The school playground can be a lonely place for a child if they haven’t got anyone to play with. But a special type of bench is helping pupils make friends and get people talking about bigger issues too.
One day, during her usual chat with her eight-year-old son about school, Tracey Cooney got an answer she didn’t expect.
“There was nobody to play with. Everyone was playing in their own little groups,” he confided.
She was surprised because he was usually outgoing and confident. But two of his friends had been sick that day, so they weren’t at playtime.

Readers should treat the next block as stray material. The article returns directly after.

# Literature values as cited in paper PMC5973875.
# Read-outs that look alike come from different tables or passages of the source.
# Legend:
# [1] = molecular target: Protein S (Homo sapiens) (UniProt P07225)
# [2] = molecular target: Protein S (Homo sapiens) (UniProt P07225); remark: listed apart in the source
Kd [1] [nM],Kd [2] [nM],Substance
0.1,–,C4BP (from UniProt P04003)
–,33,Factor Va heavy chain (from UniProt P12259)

Cooney felt a little upset, but remembered something she had seen on social media and wondered if it could help children in his situation. It’s called a Buddy Bench.
The idea is simple – if a child feels lonely, they can go to the bench as a signal that they need someone to play with. Another child will see them, go and talk to them and include them in their games.
So Cooney asked other parents and the head teacher at Castlemartyr National School in Cork, Ireland, whether they would be interested in getting one – their answer was, “Yes.”
Also known as friendship benches, these pieces of playground furniture have been around for a while, in various countries.
But the people who make them in Ireland are trying to do something different with them.
“We use the bench as a reminder for children of things like communication, mutual support and opening up about feelings,” says Judith Ashton, a psychotherapist and co-founder of social enterprise Buddy Bench Ireland.